A well-known children’s author aptly named Ignatius Grumply (I.B. Grumply, to be exact) ignites the story for us when he rents a house for the summer. A victim of writer’s block for almost twenty years, I.B. Grumply is bankrupt and under contract to write a new book–the 13th in his famous Ghost Tamer series–and needs a quiet place in which to finally accomplish this task.
Grumply instructs his lawyer to sign the rental agreement immediately; he doesn’t care about the details. But when Ignatius Grumply moves into his rental property at 43 Old Cemetery Road he discovers that part of his rental contract includes Seymour Hope (the 11-year-old son of the owners) and his cat, Shadow. Outraged, Grumply eventually discovers that in addition to Seymour and Shadow, the boy claims that Olive C. Spence–the woman who originally built the house over 100 years ago–is also in residence, although she is now a ghost.
The story is told through letters back and forth from Ignatius to his rental agent, his lawyer, Seymour and Olive herself. Newspaper clippings from the local paper (The Ghastly Times) help to fill in occasional details.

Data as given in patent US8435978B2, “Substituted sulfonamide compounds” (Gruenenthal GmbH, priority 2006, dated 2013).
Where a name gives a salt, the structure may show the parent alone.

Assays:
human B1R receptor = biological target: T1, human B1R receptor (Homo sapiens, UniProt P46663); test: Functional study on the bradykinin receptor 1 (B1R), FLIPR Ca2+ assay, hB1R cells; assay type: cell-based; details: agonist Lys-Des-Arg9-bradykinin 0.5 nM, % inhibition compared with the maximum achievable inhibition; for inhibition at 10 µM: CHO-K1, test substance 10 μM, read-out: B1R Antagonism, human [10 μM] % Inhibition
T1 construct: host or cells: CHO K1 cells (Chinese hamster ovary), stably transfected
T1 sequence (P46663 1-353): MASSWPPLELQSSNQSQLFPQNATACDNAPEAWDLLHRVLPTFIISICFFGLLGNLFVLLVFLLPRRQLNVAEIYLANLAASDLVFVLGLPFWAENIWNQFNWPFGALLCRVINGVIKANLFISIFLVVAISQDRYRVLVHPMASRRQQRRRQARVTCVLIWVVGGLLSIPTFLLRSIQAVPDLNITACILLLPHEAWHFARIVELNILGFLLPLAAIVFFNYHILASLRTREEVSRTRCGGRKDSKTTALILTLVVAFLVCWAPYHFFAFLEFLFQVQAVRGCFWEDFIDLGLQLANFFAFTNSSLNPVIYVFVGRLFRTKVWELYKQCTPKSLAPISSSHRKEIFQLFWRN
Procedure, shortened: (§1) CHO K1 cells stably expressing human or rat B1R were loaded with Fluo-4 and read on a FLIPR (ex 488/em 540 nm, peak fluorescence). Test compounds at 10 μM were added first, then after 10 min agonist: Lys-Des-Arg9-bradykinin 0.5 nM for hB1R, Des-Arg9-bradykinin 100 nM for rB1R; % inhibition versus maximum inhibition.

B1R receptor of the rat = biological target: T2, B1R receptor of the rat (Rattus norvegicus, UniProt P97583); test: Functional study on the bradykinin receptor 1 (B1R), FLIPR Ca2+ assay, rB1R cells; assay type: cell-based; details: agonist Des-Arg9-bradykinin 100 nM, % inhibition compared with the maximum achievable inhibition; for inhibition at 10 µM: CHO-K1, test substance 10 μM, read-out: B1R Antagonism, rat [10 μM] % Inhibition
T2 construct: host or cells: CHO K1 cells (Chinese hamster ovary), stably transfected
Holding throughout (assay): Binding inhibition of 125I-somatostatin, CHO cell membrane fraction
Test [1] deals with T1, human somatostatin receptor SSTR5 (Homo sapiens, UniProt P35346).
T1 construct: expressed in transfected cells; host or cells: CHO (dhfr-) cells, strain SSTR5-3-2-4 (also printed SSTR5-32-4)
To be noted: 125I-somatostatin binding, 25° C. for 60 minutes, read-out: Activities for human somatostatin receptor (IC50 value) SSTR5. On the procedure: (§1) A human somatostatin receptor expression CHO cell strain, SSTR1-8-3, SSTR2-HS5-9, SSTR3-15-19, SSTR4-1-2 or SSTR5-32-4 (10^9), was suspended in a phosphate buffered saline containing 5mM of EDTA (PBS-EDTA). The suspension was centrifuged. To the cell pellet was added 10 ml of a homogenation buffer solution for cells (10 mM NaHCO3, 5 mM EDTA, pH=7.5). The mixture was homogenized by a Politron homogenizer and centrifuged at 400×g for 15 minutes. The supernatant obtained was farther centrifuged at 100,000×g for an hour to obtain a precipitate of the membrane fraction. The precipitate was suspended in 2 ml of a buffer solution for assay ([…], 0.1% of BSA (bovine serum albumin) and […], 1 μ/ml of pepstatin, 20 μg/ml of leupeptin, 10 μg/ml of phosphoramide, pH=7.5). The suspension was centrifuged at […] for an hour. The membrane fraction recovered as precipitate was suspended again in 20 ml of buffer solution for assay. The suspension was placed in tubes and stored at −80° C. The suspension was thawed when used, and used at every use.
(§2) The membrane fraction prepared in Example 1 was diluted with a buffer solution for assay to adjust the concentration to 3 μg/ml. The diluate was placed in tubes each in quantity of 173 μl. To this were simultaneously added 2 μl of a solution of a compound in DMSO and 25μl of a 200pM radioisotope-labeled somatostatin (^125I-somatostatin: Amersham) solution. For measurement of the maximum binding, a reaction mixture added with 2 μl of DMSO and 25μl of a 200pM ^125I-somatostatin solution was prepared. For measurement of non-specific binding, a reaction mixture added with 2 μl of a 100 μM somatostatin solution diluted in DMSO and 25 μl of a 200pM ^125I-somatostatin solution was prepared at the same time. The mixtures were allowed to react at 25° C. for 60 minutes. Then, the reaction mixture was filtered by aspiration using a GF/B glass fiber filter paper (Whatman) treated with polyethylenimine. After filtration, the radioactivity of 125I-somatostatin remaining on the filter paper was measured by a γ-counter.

The book is a fun, quick read with extremely well-developed main characters (Ignatius, Seymour & Olive). The letter/newspaper format gives it a little of the Diary of a Wimpy Kid feel that today’s young readers are devouring. It is also bursting with humor and good-heartedness. My 8- and 9-year-old LOVED the plays on words that crisscross each other constantly throughout the narrative!
This will probably be a popular independent reading choice from the Lovelace nominees. Since I read it as a bedtime story with my kids I think it could work equally well as a relaxing read-aloud at home or in the classroom.